The SEC proposals require compliance with increased disclosure requirements for SPAC and de-SPAC transactions, as well as with regard to the alignment of traditional IPO and d-SPAC reporting obligations. These disclosure requirements are centred primarily on the sponsor control, arrangements and compensation, conflicts of interest between the SPAC’s unaffiliated security holders and other parties such as the sponsor or its affiliates, and shareholder dilution. It’s quite clear that the intention of the SEC is to require SPAC participants to require a fairness opinion that’s more standard in M&A transactions, and potentially increase the liability of the advisors to a transaction. 

Use of the Investment Company Act 1940 to Provide a New Safe Harbor for SPACs 

The SEC proposals mean that SPACs would be excluded from being considered an “investment company” under Section 3(a)(1)(A) of the Investment Company Act of 1940 (ICA), subject to certain requirements. However, the complication of the rules means that this safe harbour isn’t clear-cut, and advisors would be required to take great care to ensure that SPACs do not qualify as investment companies.

Underwriter and Gatekeeper Liability  

With its proposed rule that would classify any individual or entity that acts as an underwriter of securities to a SPAC and facilitates a subsequent de-SPAC or related financing transaction as a statutory underwriter, the SEC’s intention is to increase the accuracy of disclosures and protect investors. Yet it would also expose underwriters to liability to a massive set of plaintiffs. Not only; the SEC’s commentary indicates that the class of those deemed to be underwriters is expansive and could be further increased by the courts.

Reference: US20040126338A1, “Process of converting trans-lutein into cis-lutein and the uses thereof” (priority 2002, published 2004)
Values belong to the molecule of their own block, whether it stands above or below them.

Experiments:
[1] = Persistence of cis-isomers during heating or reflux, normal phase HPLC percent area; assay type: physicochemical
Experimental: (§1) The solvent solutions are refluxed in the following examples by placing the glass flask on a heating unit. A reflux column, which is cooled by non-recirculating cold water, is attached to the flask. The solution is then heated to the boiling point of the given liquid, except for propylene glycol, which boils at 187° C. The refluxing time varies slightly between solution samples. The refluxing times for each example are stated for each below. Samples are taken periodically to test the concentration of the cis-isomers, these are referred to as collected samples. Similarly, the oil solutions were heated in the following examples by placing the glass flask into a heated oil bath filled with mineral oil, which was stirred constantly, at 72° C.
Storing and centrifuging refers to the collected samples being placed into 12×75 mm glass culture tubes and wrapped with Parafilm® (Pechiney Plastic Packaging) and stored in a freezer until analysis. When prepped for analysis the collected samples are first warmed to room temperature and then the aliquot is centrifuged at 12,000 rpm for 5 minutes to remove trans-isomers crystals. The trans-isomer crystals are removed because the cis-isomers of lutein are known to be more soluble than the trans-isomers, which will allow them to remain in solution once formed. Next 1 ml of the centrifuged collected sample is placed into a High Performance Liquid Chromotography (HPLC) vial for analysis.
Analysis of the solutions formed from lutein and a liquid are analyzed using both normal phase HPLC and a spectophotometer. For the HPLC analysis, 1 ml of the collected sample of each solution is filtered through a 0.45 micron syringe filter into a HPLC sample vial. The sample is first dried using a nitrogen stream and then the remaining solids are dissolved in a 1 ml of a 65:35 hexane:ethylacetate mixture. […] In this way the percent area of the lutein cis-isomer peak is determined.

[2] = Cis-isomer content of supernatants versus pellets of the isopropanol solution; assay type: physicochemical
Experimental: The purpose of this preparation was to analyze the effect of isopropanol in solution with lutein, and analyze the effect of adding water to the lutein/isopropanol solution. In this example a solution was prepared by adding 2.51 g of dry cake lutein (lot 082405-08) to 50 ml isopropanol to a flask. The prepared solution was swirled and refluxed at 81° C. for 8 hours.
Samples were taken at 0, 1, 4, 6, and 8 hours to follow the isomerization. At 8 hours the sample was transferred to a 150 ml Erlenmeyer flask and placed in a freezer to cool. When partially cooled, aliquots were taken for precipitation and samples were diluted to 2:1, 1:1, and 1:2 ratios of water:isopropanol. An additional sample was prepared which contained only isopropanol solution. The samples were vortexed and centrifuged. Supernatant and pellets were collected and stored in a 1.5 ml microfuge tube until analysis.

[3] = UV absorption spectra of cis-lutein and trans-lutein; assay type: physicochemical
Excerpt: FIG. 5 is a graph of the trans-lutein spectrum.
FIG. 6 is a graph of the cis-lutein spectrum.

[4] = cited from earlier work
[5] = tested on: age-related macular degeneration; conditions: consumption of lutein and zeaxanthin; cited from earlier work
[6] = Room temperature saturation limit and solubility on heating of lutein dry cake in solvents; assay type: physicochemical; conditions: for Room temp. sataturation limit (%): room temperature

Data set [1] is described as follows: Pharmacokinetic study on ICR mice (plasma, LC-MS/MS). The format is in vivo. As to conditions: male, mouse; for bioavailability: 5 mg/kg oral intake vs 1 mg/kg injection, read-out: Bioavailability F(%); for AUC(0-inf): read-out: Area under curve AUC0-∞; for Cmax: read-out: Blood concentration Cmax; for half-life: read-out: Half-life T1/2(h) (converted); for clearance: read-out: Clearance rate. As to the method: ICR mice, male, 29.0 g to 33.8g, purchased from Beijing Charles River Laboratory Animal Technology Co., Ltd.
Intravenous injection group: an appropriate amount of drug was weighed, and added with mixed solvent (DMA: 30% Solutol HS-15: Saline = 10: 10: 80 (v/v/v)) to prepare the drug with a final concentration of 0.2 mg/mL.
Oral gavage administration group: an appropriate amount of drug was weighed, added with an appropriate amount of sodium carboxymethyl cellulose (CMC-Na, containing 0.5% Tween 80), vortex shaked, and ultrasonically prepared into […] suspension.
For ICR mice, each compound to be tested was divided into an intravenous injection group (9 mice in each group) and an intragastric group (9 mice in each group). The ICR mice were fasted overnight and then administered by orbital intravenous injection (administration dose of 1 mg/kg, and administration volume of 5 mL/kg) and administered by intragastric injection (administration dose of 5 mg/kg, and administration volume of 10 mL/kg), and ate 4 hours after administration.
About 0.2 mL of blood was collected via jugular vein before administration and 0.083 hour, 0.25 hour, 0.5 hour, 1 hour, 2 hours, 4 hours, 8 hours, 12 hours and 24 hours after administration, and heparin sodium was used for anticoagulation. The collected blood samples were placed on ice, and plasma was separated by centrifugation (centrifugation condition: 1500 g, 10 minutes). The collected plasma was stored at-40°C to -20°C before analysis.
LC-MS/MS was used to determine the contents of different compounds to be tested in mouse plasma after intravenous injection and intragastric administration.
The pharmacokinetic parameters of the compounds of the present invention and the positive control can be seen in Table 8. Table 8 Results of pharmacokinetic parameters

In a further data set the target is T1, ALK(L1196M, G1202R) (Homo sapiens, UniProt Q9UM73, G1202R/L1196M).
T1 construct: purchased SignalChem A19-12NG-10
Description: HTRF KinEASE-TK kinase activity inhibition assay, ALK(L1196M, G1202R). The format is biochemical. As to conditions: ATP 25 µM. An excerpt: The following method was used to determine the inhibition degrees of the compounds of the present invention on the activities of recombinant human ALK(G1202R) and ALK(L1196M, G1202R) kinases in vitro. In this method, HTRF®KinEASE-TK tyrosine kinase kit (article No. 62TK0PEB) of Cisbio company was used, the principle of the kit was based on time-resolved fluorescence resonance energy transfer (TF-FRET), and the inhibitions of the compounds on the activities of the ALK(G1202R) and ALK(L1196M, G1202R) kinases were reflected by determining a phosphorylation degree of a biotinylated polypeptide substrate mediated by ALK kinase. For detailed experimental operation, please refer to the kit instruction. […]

Liability Risks: How the Changes Will Affect Legal Practitioners 

The proposed rules have been met with trepidation from legal quarters, given the fact that these increased obligations will require significant compliance with disclosures on SPAC sponsors, dilution sources and conflicts of interest, amongst others.  As the gatekeepers of these transactions, lawyers must ensure the accuracy of these disclosures and their liability will be hugely increased. 

It’s likely that these obligations will put the brakes on legal involvement with SPACs; a fact acknowledged by Commissioner Peirce, who has sharply criticized the proposed changes, stating that they “rather than simply mandating sensible disclosures around SPACs and de-SPACs, something I would have supported—seems designed to stop SPACs in their tracks.”

This hostility on the part of the SEC toward SPACs is concerning, and indicates a new aggressive approach by the SEC. These changes will negatively impact those law firms that have heavily invested in advising on SPACs. Given the potential for the liability of SPAV underwriters to even extend to lawyers, especially with the ability of the SEC to apply such liability retrospectively to completed deals, it is inevitable that many law firms will withdraw from participation in SPACs. In any case, it’s probable that the impact of the SEC’s rules will be to reduce SPAC activity in general. For the lawyers that remain in the market, however, there will be more work in relation to disclosure requirements, such as the conduction of due diligence and the writing of disclosure letters. 

Uncertainty: What to Expect

Given the lack of clarity of the current situation and the ongoing comment period, it is as yet difficult to predict how lawyers will choose to handle the SEC’s proposed rules. Ultimately, as the proposed rules will imposed burdensome requirements on all SPAC participants, the primary concern of lawyers is the risk of liability. It is really the addition of retrospective liability, that has lawyers apprehensive about their role in the future of SPACs. This is a key point of contention, but we will be forced to wait for the end of the public comment period before further information is available. In the meantime, it would be wise for lawyers to review their legal systems and consider how they might be able to usufruct.